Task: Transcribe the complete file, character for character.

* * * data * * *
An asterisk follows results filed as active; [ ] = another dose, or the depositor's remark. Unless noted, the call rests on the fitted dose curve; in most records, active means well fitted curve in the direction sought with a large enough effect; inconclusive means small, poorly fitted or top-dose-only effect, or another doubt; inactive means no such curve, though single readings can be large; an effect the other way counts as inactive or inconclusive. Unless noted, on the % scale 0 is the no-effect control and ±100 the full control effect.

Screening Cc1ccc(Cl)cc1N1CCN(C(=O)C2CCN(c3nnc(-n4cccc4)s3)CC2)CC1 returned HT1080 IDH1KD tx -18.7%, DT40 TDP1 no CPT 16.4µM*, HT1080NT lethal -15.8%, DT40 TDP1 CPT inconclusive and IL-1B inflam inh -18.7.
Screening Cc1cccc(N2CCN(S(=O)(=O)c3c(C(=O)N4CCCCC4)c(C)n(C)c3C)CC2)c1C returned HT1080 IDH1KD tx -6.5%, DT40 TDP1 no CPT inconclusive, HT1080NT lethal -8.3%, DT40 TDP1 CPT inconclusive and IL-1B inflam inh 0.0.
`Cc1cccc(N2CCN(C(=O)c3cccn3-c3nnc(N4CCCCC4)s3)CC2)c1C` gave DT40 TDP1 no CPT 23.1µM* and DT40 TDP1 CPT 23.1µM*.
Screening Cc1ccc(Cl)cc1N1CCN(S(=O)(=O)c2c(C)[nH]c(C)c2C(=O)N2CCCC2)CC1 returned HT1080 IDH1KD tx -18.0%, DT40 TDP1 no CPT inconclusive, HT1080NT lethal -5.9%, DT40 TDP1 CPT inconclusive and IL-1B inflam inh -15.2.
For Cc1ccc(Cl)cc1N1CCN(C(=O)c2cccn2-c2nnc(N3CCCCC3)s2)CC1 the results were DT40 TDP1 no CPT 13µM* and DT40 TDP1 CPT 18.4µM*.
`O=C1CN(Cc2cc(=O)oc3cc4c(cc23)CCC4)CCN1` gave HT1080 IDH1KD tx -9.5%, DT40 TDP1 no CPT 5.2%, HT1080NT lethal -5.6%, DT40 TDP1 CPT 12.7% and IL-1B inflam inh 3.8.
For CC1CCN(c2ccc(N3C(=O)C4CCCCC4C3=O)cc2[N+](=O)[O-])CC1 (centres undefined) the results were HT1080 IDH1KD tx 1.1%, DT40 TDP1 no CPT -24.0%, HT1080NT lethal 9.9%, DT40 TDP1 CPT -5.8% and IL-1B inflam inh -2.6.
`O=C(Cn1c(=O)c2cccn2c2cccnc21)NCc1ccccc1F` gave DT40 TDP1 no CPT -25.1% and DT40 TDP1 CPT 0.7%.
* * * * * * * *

An asterisk follows results filed as active; [ ] = another dose, or the depositor's remark. Unless noted, the call rests on the fitted dose curve; in most records, active means well fitted curve in the direction sought with a large enough effect; inconclusive means small, poorly fitted or top-dose-only effect, or another doubt; inactive means no such curve, though single readings can be large; an effect the other way counts as inactive or inconclusive. Unless noted, on the % scale 0 is the no-effect control and ±100 the full control effect.

Screening Cc1ccc(Cl)cc1N1CCN(C(=O)C2CCN(c3nnc(-n4cccc4)s3)CC2)CC1 returned HT1080 IDH1KD tx -18.7%, DT40 TDP1 no CPT 16.4µM*, HT1080NT lethal -15.8%, DT40 TDP1 CPT inconclusive and IL-1B inflam inh -18.7.
Screening Cc1cccc(N2CCN(S(=O)(=O)c3c(C(=O)N4CCCCC4)c(C)n(C)c3C)CC2)c1C returned HT1080 IDH1KD tx -6.5%, DT40 TDP1 no CPT inconclusive, HT1080NT lethal -8.3%, DT40 TDP1 CPT inconclusive and IL-1B inflam inh 0.0.
`Cc1cccc(N2CCN(C(=O)c3cccn3-c3nnc(N4CCCCC4)s3)CC2)c1C` gave DT40 TDP1 no CPT 23.1µM* and DT40 TDP1 CPT 23.1µM*.
Screening Cc1ccc(Cl)cc1N1CCN(S(=O)(=O)c2c(C)[nH]c(C)c2C(=O)N2CCCC2)CC1 returned HT1080 IDH1KD tx -18.0%, DT40 TDP1 no CPT inconclusive, HT1080NT lethal -5.9%, DT40 TDP1 CPT inconclusive and IL-1B inflam inh -15.2.
For Cc1ccc(Cl)cc1N1CCN(C(=O)c2cccn2-c2nnc(N3CCCCC3)s2)CC1 the results were DT40 TDP1 no CPT 13µM* and DT40 TDP1 CPT 18.4µM*.
`O=C1CN(Cc2cc(=O)oc3cc4c(cc23)CCC4)CCN1` gave HT1080 IDH1KD tx -9.5%, DT40 TDP1 no CPT 5.2%, HT1080NT lethal -5.6%, DT40 TDP1 CPT 12.7% and IL-1B inflam inh 3.8.
For CC1CCN(c2ccc(N3C(=O)C4CCCCC4C3=O)cc2[N+](=O)[O-])CC1 (centres undefined) the results were HT1080 IDH1KD tx 1.1%, DT40 TDP1 no CPT -24.0%, HT1080NT lethal 9.9%, DT40 TDP1 CPT -5.8% and IL-1B inflam inh -2.6.
`O=C(Cn1c(=O)c2cccn2c2cccnc21)NCc1ccccc1F` gave DT40 TDP1 no CPT -25.1% and DT40 TDP1 CPT 0.7%.